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News Briefs

Huge Winter Storm Puts East Coast on Ice


The first major snow and ice storm of the season moved up the East Coast on Thursday, forcing schools and airports to close, sending cars and trucks skidding on slick roads and snapping power lines.

Fog in some places added to the hazards of driving as the National Weather Service warned of reduced visibility and possible whiteouts caused by heavy snowfall.

So far the storm, which crossed the southern Plains earlier in the week, then moved from the Texas Panhandle to Virginia on Wednesday before continuing to the Northeast, has killed at least 18 people -- mostly in motor vehicle accidents.

At least 76 accidents were reported Thursday on the New Jersey Turnpike alone, and more than 1.6 million homes and businesses were without electricity from the Carolinas to Oklahoma.

In Durham, N.C., faculty members and their families carrying sleeping bags took refuge at Duke University’s Law School, which has its own generator, said Erwin Chemerinsky, a visiting constitutional law professor from the University of Southern California.

Chemerinsky said the only food available was at a nearby Kentucky Fried Chicken franchise, where people waited 90 minutes in line to be served. He said his family planned to spend Thursday night in sleeping bags at the school.

Typical of the problems facing many commuters was Lisa Rafanelli’s tense journey to her job as an art history teacher at Manhattanville College in Westchester County, N.Y. It is usually less than an hour’s drive from New York City.

“It took me two hours to get there and 2 1/2 hours to get home,” she said after parking her snow-covered car in an East Side Manhattan garage. “There were a lot of people stranded on the side of the road.”

Report Says Mars Too Cold, Dry to Spur Life


A new look at the bumps, basins and flow channels on distant Mars suggests the red planet, though sometimes awash with water, has been too cold and too dry to ever get life going, a team of scientists said Thursday.

Their report, published in the journal Science, is the latest salvo in a long-running academic battle, the Dry-Marsers vs. the Wet-Marsers. The Wet-Marsers point to the planet’s landforms and channels as suggestions that small pockets on Mars may still be wet with ultra-salty water. If so, then life may have had a chance.

The latest blast from Dry-Marsers comes from planetary scientist Owen Toon’s team at the University of Colorado. Their article in Friday’s issue of the journal Science says the planet did experience brief wet episodes, kicked off by periodic impacts of huge icy comets and asteroids and perhaps from water frozen into the Martian soil as permafrost. But, they said, the damp intervals lasted just long enough to carve river-like channels and flood the landscape, quickly followed by the return of cold, dry conditions.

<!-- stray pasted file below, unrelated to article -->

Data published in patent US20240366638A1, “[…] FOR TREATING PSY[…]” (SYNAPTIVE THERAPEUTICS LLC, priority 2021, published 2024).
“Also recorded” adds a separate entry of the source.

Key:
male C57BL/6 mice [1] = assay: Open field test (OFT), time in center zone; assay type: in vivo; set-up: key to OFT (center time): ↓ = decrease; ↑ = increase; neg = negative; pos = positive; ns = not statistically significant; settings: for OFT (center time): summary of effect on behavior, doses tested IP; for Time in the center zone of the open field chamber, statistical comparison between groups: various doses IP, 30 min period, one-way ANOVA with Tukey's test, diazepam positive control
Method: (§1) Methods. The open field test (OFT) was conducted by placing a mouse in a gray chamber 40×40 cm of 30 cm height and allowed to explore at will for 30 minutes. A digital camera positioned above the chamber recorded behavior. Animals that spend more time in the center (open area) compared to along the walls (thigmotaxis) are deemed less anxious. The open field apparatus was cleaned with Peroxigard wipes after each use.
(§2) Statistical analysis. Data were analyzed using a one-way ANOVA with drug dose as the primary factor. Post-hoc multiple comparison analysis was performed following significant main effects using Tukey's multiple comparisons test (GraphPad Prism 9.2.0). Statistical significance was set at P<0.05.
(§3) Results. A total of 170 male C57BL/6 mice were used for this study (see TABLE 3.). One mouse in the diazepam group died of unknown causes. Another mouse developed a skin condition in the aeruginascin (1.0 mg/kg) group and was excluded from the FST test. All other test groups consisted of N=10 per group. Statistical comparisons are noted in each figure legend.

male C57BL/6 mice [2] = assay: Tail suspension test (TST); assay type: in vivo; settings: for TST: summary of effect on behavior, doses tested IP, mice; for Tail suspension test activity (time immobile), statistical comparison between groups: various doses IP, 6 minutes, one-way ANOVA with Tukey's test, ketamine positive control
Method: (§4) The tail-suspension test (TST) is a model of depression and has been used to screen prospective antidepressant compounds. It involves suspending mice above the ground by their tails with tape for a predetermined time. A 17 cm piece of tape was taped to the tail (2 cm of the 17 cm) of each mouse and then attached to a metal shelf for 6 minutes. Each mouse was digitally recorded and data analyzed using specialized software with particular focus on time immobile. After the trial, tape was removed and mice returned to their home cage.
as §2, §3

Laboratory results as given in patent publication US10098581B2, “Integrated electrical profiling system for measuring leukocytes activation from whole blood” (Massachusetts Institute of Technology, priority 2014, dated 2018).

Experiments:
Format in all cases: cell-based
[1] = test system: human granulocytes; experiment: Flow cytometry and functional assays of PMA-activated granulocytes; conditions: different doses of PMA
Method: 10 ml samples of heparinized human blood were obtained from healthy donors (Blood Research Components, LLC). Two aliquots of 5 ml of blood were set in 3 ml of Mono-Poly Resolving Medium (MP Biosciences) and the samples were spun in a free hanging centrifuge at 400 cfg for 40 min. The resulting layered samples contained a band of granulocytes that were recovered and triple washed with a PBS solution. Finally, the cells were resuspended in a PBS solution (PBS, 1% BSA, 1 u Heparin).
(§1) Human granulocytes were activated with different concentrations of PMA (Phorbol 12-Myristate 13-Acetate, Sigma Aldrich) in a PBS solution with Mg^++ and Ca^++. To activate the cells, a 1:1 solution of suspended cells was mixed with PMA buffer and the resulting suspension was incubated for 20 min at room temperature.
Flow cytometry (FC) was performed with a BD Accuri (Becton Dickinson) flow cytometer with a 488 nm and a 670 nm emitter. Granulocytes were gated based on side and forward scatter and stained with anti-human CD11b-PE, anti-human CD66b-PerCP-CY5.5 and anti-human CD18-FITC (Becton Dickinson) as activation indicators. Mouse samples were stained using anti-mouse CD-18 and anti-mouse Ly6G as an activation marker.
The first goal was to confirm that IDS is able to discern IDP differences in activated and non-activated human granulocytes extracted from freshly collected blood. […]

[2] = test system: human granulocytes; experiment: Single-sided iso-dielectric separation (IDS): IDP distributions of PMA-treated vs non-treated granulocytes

“There apparently were some brief warm and wet periods on Mars,” planetary scientist Teresa Segura, a graduate student member of the University of Colorado team, explained. “But we believe that through most of its history Mars has been a cold, dry planet,” and thus an inhospitable place to nurture life.

Delay on FEC Pick Irks McCain


Sen. John McCain accused President Bush Thursday of breaking a written promise to speedily appoint a Democrat to the Federal Election Commission, reigniting their roiling feud just as McCain is about to regain the post of chairman of the Senate commerce committee.

McCain (R-Ariz) said he will “assume all future assurances and promises by this administration to be quite possibly insincere.” In an interview, he said the White House had delayed the appointment as part of an “orchestrated and systematic undermining” of the campaign finance legislation that he long championed and Bush belatedly and grudgingly supported.

The FEC is writing regulations to implement the McCain-Feingold campaign finance law and the current commissioners have approved several loopholes. Supporters of McCain’s proposed appointee, ethics lawyer Ellen Weintraub, say she would vote for stricter limitations.

A White House official said Thursday night that Bush plans to appoint Weintraub Friday morning -- less than 24 hours after the FEC finished the bulk of its work on the law. McCain called the timing cynical.

“The Bush administration has broken their word on an issue that has been of transcendent importance to me, and that’s hard to get over,” said McCain, who ran against Bush in the Republican primaries of 2000. “It will be harder for them to do business with the Senate, since a lot of it is done by handshake.”

McCain -- who was not invited to the ceremony when Bush signed the measure into law -- could launch investigations of the administration when the GOP takes over the Senate in January and he regains the chairmanship of the Committee on Commerce, Science and Transportation.

The White House made a deal with McCain in July to appoint Weintraub to the FEC. Weintraub, a former Democratic counsel to the House ethics committee, was the choice of Senate Majority Leader Tom Daschle (D-S.D.) Until the deal was struck, McCain was holding up nearly 100 of Bush’s judicial and administrative nominations.

Even as the senator was voicing his anger, the FEC Thursday adopted a disputed regulation that McCain and his allies say epitomizes the kind of loophole that Weintraub might have prevented. McCain and groups such as Common Cause and the Center for Responsive Politics say the new regulation will let federal candidates control the spending of unlimited amounts of corporate, union and special interest “soft money” in the early stages of federal campaigns. A key goal of the McCain-Feingold law is to bar the national parties and federal candidates from raising and spending soft money.